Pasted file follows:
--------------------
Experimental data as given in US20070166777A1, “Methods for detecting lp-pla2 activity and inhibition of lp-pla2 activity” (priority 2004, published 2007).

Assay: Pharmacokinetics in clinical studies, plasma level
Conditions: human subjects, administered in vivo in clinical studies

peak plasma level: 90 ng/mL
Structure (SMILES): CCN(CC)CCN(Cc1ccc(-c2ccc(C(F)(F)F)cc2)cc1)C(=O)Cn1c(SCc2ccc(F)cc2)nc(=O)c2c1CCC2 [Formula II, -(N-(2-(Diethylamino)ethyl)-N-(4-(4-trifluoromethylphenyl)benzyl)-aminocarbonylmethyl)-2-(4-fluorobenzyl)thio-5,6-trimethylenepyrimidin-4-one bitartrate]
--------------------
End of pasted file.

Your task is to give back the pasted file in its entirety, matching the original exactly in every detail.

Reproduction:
Experimental data as given in US20070166777A1, “Methods for detecting lp-pla2 activity and inhibition of lp-pla2 activity” (priority 2004, published 2007).

Assay: Pharmacokinetics in clinical studies, plasma level
Conditions: human subjects, administered in vivo in clinical studies

peak plasma level: 90 ng/mL
Structure (SMILES): CCN(CC)CCN(Cc1ccc(-c2ccc(C(F)(F)F)cc2)cc1)C(=O)Cn1c(SCc2ccc(F)cc2)nc(=O)c2c1CCC2 [Formula II, -(N-(2-(Diethylamino)ethyl)-N-(4-(4-trifluoromethylphenyl)benzyl)-aminocarbonylmethyl)-2-(4-fluorobenzyl)thio-5,6-trimethylenepyrimidin-4-one bitartrate]